The other two replacements also participate in cross-interface pairwise and third-order epistatic interactions. Both gly26SER and ala29VAL reduce the ancestral determinants of binding G3 and T4 and increase the derived preference for REs with A4. Both also are involved in third-order interactions, by which the amino acid changes further reduce affinity for the G3xT4 combination and increase affinity for the G3xA4 combination (Figure 4B, Supplementary file 1). As a result, although each of these replacements reduces binding affinity to every single RE (Figure 4A), they do so most radically on ERE while only weakly affecting SREs (Figure 4B).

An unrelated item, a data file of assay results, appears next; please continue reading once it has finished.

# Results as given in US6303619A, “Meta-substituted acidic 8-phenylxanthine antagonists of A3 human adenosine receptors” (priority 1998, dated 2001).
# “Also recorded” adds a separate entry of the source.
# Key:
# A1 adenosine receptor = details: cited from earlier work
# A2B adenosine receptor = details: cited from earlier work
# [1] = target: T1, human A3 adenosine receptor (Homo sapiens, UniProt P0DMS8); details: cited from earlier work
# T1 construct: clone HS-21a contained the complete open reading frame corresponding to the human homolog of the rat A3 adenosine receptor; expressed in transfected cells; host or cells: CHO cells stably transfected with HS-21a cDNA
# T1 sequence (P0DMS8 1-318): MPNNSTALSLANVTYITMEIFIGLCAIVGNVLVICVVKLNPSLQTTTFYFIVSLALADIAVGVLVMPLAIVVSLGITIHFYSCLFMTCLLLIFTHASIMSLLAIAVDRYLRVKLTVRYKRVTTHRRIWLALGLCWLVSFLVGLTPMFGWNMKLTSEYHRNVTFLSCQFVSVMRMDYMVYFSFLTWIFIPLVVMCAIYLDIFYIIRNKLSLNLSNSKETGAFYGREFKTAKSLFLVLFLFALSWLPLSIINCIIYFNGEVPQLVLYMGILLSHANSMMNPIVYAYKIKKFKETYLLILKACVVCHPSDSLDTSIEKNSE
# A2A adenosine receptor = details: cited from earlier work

Taken together, these observations confirm that all three RH replacements contributed to the historical change in specificity via cross-interface epistatic interactions. Second-order intermolecular interactions allowed each replacement in the TF to shift specificity by differentially affecting affinity for REs containing specific individual nucleotide states. Third-order interactions allowed each replacement to have further effects on affinity when combined with pairs of nucleotides, beyond those expected based on any of the three sites' average effects plus all their pairwise interactions.